An article in The New England Journal of Medicine, published January 2007, showed that, compared with placebo, treatment with sorafenib prolongs progression-free survival in patients with advanced clear cell renal cell carcinoma in whom previous therapy has failed. The median progression-free survival was 5.5 months in the sorafenib group and 2.8 months in the placebo group (hazard ratio for disease progression in the sorafenib group, 0.44; 95% confidence interval [CI], 0.35 to 0.55; P<0.01). A few reports described patients with stage IV renal cell carcinomas, metastasized to the brain, that were successfully treated with a multimodal approach including neurosurgical, radiation, and sorafenib. This is one of two TGA-labelled indications for sorafenib, although it is not listed on the British Pharmaceutical Benefits Scheme for this indication.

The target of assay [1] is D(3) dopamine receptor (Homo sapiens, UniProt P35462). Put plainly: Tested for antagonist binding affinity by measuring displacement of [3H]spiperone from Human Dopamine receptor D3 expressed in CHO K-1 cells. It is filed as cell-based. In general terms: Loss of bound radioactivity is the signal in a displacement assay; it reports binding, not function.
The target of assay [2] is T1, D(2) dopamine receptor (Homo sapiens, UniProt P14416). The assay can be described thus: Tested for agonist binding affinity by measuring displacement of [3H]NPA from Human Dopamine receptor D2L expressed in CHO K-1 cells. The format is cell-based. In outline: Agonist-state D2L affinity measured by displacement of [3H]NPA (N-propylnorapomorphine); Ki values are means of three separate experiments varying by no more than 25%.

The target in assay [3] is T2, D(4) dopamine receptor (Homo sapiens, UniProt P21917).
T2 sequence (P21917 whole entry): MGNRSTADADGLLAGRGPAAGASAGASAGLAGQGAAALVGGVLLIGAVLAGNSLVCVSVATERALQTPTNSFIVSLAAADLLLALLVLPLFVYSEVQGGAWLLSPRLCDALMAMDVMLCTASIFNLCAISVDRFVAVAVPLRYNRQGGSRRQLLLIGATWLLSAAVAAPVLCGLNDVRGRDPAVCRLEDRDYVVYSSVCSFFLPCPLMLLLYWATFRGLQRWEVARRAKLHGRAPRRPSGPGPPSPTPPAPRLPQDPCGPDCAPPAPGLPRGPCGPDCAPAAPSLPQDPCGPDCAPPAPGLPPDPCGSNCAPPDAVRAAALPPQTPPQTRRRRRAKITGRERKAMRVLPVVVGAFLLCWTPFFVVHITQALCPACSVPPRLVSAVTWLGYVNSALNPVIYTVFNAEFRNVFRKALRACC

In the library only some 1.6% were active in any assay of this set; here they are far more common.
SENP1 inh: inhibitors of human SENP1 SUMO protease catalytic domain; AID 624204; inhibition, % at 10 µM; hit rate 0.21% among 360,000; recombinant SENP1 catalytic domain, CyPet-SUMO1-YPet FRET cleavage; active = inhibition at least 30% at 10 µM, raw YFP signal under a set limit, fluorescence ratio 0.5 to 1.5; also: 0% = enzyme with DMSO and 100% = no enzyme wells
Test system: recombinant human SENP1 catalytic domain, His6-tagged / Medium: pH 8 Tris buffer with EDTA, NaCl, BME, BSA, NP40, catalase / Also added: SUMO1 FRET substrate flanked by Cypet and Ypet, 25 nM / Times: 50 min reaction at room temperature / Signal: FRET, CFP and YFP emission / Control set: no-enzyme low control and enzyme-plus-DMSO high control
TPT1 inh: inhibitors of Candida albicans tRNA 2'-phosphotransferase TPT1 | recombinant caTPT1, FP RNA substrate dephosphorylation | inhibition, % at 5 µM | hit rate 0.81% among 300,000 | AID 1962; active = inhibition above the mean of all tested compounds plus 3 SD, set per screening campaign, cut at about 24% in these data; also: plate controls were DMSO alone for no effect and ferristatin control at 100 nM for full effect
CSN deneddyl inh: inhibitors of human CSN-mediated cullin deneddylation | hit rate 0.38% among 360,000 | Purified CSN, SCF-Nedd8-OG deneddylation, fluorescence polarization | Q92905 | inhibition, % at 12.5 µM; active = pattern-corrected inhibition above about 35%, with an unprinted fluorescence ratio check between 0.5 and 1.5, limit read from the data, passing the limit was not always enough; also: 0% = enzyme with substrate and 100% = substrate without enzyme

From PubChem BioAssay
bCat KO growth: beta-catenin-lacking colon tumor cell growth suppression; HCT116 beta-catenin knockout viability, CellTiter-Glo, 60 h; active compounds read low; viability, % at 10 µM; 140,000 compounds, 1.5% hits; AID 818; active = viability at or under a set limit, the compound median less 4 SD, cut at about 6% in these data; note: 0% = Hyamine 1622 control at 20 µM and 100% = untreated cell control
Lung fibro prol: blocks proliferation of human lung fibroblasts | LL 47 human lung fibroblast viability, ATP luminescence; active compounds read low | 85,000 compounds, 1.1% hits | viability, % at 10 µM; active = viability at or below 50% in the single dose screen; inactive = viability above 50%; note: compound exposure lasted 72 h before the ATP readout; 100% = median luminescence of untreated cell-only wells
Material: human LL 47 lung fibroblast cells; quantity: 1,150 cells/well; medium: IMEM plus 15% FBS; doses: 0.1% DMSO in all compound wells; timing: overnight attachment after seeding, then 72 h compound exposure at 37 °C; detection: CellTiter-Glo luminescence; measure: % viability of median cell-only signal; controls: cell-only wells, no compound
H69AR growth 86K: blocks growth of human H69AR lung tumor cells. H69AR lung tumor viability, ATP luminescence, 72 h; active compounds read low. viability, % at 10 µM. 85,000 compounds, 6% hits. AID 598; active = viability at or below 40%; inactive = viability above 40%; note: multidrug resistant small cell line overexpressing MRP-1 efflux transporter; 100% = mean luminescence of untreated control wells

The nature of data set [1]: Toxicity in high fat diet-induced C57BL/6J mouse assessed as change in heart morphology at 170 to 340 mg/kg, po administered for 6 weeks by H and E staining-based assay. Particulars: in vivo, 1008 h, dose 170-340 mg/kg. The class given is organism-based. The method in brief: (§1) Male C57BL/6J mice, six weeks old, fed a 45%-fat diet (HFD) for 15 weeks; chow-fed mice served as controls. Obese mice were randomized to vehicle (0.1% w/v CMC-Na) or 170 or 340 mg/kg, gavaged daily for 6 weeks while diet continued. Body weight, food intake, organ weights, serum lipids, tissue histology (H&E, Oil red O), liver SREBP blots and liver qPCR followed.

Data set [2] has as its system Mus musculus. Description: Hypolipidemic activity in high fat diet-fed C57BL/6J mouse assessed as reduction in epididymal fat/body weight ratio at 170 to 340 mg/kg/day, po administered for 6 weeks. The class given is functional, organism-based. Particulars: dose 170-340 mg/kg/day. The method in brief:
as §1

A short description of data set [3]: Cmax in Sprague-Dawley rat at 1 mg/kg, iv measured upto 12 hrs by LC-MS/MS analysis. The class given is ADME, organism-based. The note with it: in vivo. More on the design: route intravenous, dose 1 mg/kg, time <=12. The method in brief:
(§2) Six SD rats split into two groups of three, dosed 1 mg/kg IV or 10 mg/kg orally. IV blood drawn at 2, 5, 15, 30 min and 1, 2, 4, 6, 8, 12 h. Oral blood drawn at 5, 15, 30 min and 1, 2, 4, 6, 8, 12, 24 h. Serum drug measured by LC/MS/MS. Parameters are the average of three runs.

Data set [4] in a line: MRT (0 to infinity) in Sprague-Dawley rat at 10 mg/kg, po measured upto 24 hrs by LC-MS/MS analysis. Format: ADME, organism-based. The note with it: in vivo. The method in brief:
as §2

A phase 3 clinical trial has started recruiting (November 2009) to use sorafenib for non-responsive thyroid cancer. The results were presented at the ASCO 13th Annual Meeting and are the base for FDA approval. The Sorafenib in locally advanced or metastatic patients with radioactive iodine-refractory differentiated thyroid cancer: The Phase 3 DECISION trial showed significant improvement in progression-free survival but not in overall survival. However, as is known, the side effects were very frequent, specially hand and foot skin reaction.
A phase 3 clinical trial is under way testing the effectiveness of Sorafenib to treat desmoid tumors (also known as aggressive fibromatosis), after positive results in the first two trial stages. Dosage is typically half of that applied for malignant cancers (400mg vs 800mg). NCI are sponsoring this trial.
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